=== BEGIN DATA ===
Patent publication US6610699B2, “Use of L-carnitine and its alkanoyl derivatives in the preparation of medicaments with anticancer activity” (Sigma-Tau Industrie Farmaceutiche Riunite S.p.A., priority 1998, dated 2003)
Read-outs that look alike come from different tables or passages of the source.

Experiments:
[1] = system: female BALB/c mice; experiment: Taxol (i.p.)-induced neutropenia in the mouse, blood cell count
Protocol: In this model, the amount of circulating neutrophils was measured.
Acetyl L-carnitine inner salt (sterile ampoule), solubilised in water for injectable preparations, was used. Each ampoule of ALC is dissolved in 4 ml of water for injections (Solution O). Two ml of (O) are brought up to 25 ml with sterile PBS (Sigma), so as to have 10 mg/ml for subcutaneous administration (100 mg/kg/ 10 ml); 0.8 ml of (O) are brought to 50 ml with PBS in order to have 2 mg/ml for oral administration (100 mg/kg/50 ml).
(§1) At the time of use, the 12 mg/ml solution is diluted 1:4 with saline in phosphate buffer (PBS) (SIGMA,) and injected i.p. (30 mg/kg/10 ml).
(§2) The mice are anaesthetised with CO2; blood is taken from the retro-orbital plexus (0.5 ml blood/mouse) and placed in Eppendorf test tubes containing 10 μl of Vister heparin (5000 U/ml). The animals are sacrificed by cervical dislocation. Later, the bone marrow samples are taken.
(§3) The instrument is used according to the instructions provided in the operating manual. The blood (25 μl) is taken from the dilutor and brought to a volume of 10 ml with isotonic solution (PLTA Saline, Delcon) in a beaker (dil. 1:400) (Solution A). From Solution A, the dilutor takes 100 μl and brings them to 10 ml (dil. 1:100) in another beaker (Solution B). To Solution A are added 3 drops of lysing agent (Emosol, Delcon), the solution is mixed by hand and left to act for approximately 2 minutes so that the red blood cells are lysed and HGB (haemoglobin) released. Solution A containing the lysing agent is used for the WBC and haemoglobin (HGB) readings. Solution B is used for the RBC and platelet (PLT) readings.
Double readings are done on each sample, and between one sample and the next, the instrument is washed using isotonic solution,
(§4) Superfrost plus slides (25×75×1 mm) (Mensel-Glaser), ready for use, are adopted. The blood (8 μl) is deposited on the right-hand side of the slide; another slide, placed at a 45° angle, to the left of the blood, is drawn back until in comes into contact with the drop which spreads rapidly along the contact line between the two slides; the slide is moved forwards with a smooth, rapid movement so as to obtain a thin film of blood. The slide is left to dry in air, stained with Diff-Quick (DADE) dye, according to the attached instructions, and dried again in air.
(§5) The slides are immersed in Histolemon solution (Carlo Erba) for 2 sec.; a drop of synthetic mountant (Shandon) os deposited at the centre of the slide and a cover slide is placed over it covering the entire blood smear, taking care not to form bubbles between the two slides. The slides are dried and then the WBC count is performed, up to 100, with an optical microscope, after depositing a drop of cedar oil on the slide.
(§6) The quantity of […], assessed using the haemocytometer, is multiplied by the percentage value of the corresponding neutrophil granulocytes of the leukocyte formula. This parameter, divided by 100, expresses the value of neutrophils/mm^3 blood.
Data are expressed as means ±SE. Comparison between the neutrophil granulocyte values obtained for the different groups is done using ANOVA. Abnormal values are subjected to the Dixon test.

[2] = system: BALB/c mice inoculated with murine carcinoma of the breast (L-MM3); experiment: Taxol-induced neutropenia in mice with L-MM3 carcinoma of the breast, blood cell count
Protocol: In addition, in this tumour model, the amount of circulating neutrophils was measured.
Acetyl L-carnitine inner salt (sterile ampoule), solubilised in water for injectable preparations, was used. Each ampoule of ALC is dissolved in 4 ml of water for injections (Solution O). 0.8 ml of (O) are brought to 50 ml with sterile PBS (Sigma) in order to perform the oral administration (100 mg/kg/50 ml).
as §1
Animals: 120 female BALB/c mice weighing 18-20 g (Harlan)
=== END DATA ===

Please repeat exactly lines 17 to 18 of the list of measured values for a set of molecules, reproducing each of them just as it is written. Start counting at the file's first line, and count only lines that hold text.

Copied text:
Acetyl L-carnitine inner salt (sterile ampoule), solubilised in water for injectable preparations, was used. Each ampoule of ALC is dissolved in 4 ml of water for injections (Solution O). 0.8 ml of (O) are brought to 50 ml with sterile PBS (Sigma) in order to perform the oral administration (100 mg/kg/50 ml).
as §1